Definitions

from The American Heritage® Dictionary of the English Language, 5th Edition.

  • intransitive verb To strike or cause to come into contact.
  • intransitive verb Chiefly British Vulgar Slang To have sexual intercourse with.
  • intransitive verb To collide against something.
  • intransitive verb To become suddenly and extremely fatigued, especially in an endurance sport such as bicycling.
  • intransitive verb Chiefly British Vulgar Slang To engage in sexual intercourse.
  • noun A blow to the head.
  • noun A hollow thud.
  • noun A state of sudden and extreme fatigue often experienced when participating in endurance sports, especially bicycling.
  • noun Chiefly British Vulgar Slang An act of sexual intercourse.

from Wiktionary, Creative Commons Attribution/Share-Alike License.

  • verb To strike or collide with something.
  • verb To have sexual intercourse.
  • verb skateboarding To hit something with the front wheels of the skateboard, whilst in the air, this pre-dates the snowboarding term,
  • verb snowboarding To hit something (especially a tree) with one's snowboard, especially while in the air.
  • verb To experience sudden and severe fatigue in an endurance sports event due to glycogen depletion.
  • noun A bump on the head.
  • noun Any minor collision or random meeting.
  • noun An act of sexual intercourse.
  • noun A condition of sudden, severe fatigue in an endurance sports event caused by glycogen depletion.

from WordNet 3.0 Copyright 2006 by Princeton University. All rights reserved.

  • verb hit hard
  • verb have sexual intercourse with

Etymologies

from The American Heritage® Dictionary of the English Language, 4th Edition

[Imitative.]

Examples

Comments

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  • O the glory days of youth, the exuberance of childhood, of bonking one's peers on the head with a wiffle bat.

    June 25, 2007

  • Knob in reverse.

    July 22, 2007

  • Your point being?

    October 27, 2007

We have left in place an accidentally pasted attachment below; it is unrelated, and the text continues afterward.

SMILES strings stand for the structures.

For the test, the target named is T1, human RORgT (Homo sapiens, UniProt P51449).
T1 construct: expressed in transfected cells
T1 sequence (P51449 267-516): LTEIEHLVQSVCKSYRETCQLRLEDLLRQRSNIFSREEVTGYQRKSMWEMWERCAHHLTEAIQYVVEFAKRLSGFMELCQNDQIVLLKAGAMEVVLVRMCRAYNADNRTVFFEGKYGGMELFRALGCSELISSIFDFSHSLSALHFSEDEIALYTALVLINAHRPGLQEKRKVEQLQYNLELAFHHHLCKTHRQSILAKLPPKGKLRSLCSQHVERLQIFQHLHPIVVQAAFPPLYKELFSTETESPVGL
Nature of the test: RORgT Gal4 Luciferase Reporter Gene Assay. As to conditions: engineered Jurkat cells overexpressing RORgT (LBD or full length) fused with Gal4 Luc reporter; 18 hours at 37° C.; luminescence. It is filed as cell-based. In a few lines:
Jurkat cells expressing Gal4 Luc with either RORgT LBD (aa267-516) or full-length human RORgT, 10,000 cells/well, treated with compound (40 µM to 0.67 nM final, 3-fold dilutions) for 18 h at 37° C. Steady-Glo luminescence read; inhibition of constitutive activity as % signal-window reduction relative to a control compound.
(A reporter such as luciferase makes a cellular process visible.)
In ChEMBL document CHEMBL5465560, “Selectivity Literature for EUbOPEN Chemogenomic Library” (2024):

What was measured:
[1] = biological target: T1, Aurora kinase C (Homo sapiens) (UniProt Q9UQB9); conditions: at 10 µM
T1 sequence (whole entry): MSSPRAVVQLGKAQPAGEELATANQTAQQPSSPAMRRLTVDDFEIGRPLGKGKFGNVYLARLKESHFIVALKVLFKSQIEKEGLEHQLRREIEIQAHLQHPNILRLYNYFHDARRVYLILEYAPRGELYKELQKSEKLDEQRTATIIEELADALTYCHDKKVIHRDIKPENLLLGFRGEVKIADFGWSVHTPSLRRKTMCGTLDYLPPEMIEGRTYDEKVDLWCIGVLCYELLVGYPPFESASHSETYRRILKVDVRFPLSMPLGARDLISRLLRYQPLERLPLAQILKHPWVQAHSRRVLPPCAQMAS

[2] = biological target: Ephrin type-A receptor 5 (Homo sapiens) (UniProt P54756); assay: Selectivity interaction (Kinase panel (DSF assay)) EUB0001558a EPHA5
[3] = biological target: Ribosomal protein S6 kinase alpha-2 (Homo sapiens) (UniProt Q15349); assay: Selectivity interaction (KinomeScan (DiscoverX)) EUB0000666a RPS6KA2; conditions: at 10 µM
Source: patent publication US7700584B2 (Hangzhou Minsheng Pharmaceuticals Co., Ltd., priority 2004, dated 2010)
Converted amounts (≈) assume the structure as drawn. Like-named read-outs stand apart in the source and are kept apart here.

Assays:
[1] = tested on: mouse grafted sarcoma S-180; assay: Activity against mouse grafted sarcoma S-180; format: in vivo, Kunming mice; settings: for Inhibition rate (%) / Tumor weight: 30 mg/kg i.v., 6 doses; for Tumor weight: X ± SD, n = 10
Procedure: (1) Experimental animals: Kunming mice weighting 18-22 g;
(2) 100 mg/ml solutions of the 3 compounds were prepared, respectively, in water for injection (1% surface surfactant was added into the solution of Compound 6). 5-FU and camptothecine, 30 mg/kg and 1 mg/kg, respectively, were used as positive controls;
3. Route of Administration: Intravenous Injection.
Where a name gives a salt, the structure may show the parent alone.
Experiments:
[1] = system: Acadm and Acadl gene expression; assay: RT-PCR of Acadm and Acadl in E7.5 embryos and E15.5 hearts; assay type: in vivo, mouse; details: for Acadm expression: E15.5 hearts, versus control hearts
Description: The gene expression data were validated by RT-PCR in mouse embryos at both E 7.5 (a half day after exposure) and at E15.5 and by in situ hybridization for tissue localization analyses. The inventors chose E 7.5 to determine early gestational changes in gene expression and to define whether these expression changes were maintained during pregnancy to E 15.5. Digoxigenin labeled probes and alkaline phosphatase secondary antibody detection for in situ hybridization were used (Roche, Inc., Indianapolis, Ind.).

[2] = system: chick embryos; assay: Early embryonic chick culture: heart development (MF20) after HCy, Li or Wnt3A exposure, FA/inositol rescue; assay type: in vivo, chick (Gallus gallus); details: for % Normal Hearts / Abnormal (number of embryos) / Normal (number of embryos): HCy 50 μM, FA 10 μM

• A staple word of the British tabloid press.

    February 5, 2008

  • This word is also used widely by endurance athletes. It is a name for the point reached during exercise at which the body has depleted its glycogen reserves and feels as though there is absolutely no energy or fuel in the body to draw from. Roughly equivalent to "hitting the wall."

    Examples from An Ironman is Forever by Tammy Smith (http://www.ucdtri.com/articles/ironman.php):

    "If an athlete fails to notice their nutritional needs, they may feel dizzy, disoriented and extremely tired. To triathletes, this is known as the sensation of "bonking."

    "Before you start to bonk, you start to see stars and get kind of loopy, your muscles no worky," says 31 year old Juan Lang who is training for the Ironman Wisconsin Collegiate Championships in September. "When I actually start to bonk I start to lose coordination and judgment and it becomes kind of dangerous. It's totally dependent on whether you've had enough calories. I've actually seen someone just fall over off her bike."

    "I know when I'm bonking because I look over and think "Oh, it would really nice if I could just go to sleep in that patch of shade right there," says Iley.

    She remembers her worst bonk during the World's Toughest Triathlon in Auburn 2003. "It was during the run and all of a sudden I didn't know where I was and I was so disoriented that I didn't remember the last mile that I'd run. I was so dehydrated. I ended up in the fire station with four firemen around me asking if I was okay and feeding me water."

    June 16, 2009